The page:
Thursday, December 18, 2008

December/January Actions of the 8th MO Cav

I had a moment here near the end of my Officer Candidate School course, so I thought I'd post a blog. It has been several months since I have been able to do so since I joined the United States Army. It is an honor to be nearly ready (graduation is 08 Jan 2009) to walk that stage and take the Oath of Office as an officer of the United States Army.

Brent L. Harty at Officer Candidate School
30 Nov 2008
Ft. Bragg, GA

Joseph G. Lewis, Civil War veteran
My 3rd Great Grandfather
Circa 1910

CPT Jacob Cossairt
8th MO State Militia Cavalry, US
My 3rd Great Grandfather
Circa 1864

The Civil War is a fascinating time to study and try to apply in life today. Not only from a military history point of view, but the social impact of the War. This looking back at ancestors and why they did what they did at the time is important for me personally to seek out understanding. And hence, much of the reason for this blog!

At any rate, below you'll find some actions of the 8th Misssouri Cavalry Regiment, CSA in December & January months of the Civil War. I hope you enjoy the post. I also hope it causes you at this time of the year to honor our Savior Jesus Christ more especially than you may normally, that you may think on those who followed His example. There were many who were willing to sacrifice themselves to preserve their rights of government throughout our entire history as a Nation and people. There were many who were willing to sacrifice themselves to preserve the benefits of Union. Of course, protecting one's family is always a chief reason for nearly all who have or will serve this Nation. All those ideas are worth fighting and possibly dying for. I hope your heart goes out not just to the men of the 8th MO, but all those who made this Nation what it is today.

Well, there wasn't a whole bunch of fighting that occurred in these months, but there was some interesting action. Marmaduke's First Raid began by starting from Pocahantas, Arkansas, (which is in Northeast Arkansas) on New Year's Eve, 1862. He drove Northwest of that position to just east of Springfield to a town called Hartville, Missouri. His forces took a garrison there on the 9th of January, and then looked for more. Brigadier General Merrill, US, came out to put a stop on the action. Although his Yanks were pushed back to Marshfield, they dug in and inflicted a great deal of casualties (329 Confederate dead to 79 Union dead). But in the end, after over 4 hours of fighting, the Yanks under Merrill chose to retreat from the field, thereby handing General Marmaduke the victory. But, fearing to be cut off in enemy lines, he retreated back into Arkansas. Not a whole lot was accomplished by this action, really. It was designed to take the heat off the other Confederate forces in Arkansas, but it didn't affect this much at all.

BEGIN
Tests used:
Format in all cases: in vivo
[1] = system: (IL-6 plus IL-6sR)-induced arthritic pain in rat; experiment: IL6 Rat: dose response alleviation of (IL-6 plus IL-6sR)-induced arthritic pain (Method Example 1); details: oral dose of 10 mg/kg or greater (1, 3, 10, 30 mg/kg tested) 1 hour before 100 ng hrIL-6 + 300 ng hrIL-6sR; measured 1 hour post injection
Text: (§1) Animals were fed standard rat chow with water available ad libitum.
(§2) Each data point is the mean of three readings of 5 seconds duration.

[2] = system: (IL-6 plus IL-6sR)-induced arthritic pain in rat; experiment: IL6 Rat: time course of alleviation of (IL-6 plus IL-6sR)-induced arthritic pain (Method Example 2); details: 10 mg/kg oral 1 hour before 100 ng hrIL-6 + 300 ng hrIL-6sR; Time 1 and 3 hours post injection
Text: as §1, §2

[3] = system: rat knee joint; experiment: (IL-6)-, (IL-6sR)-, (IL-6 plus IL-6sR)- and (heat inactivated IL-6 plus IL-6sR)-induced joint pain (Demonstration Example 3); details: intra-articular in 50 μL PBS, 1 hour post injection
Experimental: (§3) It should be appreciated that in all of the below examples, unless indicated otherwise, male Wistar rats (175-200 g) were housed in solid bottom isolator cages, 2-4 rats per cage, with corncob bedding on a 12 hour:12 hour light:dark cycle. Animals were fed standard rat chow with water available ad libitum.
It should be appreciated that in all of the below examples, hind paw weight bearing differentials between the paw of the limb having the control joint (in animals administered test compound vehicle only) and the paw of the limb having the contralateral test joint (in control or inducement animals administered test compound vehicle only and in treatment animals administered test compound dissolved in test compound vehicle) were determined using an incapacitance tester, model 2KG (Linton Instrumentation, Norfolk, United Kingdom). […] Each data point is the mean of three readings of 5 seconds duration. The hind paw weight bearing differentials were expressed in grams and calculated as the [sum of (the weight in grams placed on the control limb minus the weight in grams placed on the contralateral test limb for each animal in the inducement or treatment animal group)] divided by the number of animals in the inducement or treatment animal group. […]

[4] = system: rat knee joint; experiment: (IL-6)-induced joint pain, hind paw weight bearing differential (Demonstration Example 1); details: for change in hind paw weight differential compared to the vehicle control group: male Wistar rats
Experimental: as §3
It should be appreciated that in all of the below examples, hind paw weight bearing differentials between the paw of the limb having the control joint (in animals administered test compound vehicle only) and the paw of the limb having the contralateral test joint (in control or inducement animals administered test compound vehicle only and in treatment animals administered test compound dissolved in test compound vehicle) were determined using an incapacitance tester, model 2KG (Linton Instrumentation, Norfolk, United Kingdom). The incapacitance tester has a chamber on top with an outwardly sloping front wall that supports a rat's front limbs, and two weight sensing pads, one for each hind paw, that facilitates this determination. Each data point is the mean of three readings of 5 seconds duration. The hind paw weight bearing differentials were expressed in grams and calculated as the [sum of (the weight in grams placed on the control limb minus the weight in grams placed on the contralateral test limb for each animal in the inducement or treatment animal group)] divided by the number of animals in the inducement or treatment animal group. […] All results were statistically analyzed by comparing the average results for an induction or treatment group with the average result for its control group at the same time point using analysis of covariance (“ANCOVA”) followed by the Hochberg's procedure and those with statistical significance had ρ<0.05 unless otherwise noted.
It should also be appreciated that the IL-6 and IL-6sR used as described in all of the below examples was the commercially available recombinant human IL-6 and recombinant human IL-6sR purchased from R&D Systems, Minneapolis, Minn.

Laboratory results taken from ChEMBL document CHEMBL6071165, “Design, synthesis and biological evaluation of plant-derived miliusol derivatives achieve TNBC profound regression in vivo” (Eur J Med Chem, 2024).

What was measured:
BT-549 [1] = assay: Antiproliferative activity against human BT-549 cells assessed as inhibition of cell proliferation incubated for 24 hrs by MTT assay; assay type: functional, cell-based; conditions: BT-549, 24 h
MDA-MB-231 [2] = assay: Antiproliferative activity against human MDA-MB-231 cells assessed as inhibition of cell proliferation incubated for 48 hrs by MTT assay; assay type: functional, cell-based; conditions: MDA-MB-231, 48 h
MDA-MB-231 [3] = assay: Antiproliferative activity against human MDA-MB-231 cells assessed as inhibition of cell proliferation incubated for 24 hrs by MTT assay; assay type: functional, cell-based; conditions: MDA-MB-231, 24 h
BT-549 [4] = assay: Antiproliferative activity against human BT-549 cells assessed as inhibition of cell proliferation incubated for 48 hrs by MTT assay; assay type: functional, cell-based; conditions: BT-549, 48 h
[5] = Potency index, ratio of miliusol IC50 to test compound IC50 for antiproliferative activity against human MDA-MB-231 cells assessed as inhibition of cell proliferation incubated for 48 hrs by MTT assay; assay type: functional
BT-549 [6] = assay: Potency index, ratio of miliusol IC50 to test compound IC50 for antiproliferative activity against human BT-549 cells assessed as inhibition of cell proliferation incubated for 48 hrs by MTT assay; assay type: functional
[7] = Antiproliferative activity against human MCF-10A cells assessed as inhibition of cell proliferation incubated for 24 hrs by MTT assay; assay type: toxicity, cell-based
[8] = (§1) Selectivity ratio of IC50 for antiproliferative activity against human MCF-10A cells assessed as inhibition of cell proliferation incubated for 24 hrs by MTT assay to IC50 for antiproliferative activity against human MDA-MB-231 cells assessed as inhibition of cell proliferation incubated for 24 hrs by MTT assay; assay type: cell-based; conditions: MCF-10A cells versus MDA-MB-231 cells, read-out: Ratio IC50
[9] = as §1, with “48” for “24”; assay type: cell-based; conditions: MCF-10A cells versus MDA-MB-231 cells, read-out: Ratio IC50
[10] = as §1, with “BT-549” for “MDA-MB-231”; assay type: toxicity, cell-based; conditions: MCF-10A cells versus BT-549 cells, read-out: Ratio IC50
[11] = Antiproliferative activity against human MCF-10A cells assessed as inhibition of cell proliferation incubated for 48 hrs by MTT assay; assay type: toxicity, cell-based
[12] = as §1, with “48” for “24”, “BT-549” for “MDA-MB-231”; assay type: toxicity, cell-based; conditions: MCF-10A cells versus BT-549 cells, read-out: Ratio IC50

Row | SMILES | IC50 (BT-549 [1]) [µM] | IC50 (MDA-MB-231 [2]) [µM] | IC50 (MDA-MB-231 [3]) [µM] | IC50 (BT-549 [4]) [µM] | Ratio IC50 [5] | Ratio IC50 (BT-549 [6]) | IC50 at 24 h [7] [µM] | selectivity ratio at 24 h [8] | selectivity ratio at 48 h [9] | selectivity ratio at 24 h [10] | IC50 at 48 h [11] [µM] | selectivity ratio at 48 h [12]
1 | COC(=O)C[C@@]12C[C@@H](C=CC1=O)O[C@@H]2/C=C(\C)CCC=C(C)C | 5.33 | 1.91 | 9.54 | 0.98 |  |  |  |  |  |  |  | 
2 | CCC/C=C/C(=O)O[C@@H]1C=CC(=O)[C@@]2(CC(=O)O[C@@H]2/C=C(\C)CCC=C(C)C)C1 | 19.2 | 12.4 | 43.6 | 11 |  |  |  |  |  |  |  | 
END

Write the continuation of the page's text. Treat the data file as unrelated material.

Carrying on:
Just a few days before this raid, the 8th Missouri was formed on Christmas Day, 1862 near Van Buren, Missouri in South-Central Missouri in the beautiful Ozarks. I bet it was a crisp, early winter day that 25th of December, but it surely was a bleak time for the good citizens of Missouri. They didn't even get a chance to enjoy Christmas with family that year! I'm sure the boys brought their own gear, horse and of course clothing. Families and sweethearts were left behind to defend them from the depredations of an invading host.

It appears that Marmaduke was rip roarin', ready to go to put the newly formed force in action, so as to atone for the loss at Elkhorn Tavern in March earlier that year. I bet they were hoping for a battle or two that would come out something like Oak Hills. I'm sure all the boys of the 8th MO were eager to defeat and expel them blue bellies from Missouri! But it never quite worked out like they all hoped for in the 8th, but they sure did all they could to bring it to pass.


Anonymous said...

Pretty cool.

Marmaduke sure had some funky hair, eh?

Anonymous said...

Congratulations on your soon-to be officers position. My name is Annie and I’m a historical interpreter at Fort Delaware. Do you have any info on Washington L. Watkins (captured Nov 1863)? I already clicked on the roster link on Angelfire and read what was written there. If you have any more info on him, please let me know. I would be glad to send you some excerpts and letters of Jeff Thompson’s time at Fort Delaware, if you don’t already have them. Is there a way to exchange e-mail addresses over site?
thank you!

Anonymous said...

Brent, this is a great addition to the 8th Missouri Cavalry blog. I would be interested in seeing the comments that Annie made about concerning Jeff Thompson. Merry Christmas Lt. Harty.


semoharty said...

Annie...somehow I never saw your post. I guess at that time I was on my way to see wife and kids for the first time in several months, and must have been quite distracted. But your question is important to me. I would love some info on M. Jeff Thompson!! If you see this, my email is - I hope you do!

semoharty said...

Yea, that was a crazy hair style of the day!!